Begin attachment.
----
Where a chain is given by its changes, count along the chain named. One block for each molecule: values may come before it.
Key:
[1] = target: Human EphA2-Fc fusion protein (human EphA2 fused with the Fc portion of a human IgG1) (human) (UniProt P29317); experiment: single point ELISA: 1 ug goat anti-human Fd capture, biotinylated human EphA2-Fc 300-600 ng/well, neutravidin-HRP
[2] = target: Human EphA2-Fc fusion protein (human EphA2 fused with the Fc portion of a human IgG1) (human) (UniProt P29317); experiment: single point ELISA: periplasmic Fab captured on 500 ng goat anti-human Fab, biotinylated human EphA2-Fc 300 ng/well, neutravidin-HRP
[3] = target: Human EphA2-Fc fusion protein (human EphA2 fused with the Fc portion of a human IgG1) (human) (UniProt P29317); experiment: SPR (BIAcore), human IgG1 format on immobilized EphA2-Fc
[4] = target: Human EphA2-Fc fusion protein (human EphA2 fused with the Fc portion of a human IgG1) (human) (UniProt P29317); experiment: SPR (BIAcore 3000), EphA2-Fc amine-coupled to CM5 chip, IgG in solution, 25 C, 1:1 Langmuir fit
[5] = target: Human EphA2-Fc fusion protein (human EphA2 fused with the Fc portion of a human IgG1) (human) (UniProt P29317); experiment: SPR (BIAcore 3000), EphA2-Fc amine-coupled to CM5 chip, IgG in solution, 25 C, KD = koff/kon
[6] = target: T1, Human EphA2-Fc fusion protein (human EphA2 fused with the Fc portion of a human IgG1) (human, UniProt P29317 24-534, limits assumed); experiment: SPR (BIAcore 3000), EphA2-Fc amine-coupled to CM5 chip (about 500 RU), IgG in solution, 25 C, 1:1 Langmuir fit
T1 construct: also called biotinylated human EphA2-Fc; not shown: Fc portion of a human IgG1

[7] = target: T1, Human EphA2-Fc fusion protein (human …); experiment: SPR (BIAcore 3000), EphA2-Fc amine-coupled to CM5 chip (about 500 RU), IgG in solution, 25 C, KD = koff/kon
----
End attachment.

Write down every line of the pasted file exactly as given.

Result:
Where a chain is given by its changes, count along the chain named. One block for each molecule: values may come before it.
Key:
[1] = target: Human EphA2-Fc fusion protein (human EphA2 fused with the Fc portion of a human IgG1) (human) (UniProt P29317); experiment: single point ELISA: 1 ug goat anti-human Fd capture, biotinylated human EphA2-Fc 300-600 ng/well, neutravidin-HRP
[2] = target: Human EphA2-Fc fusion protein (human EphA2 fused with the Fc portion of a human IgG1) (human) (UniProt P29317); experiment: single point ELISA: periplasmic Fab captured on 500 ng goat anti-human Fab, biotinylated human EphA2-Fc 300 ng/well, neutravidin-HRP
[3] = target: Human EphA2-Fc fusion protein (human EphA2 fused with the Fc portion of a human IgG1) (human) (UniProt P29317); experiment: SPR (BIAcore), human IgG1 format on immobilized EphA2-Fc
[4] = target: Human EphA2-Fc fusion protein (human EphA2 fused with the Fc portion of a human IgG1) (human) (UniProt P29317); experiment: SPR (BIAcore 3000), EphA2-Fc amine-coupled to CM5 chip, IgG in solution, 25 C, 1:1 Langmuir fit
[5] = target: Human EphA2-Fc fusion protein (human EphA2 fused with the Fc portion of a human IgG1) (human) (UniProt P29317); experiment: SPR (BIAcore 3000), EphA2-Fc amine-coupled to CM5 chip, IgG in solution, 25 C, KD = koff/kon
[6] = target: T1, Human EphA2-Fc fusion protein (human EphA2 fused with the Fc portion of a human IgG1) (human, UniProt P29317 24-534, limits assumed); experiment: SPR (BIAcore 3000), EphA2-Fc amine-coupled to CM5 chip (about 500 RU), IgG in solution, 25 C, 1:1 Langmuir fit
T1 construct: also called biotinylated human EphA2-Fc; not shown: Fc portion of a human IgG1

[7] = target: T1, Human EphA2-Fc fusion protein (human …); experiment: SPR (BIAcore 3000), EphA2-Fc amine-coupled to CM5 chip (about 500 RU), IgG in solution, 25 C, KD = koff/kon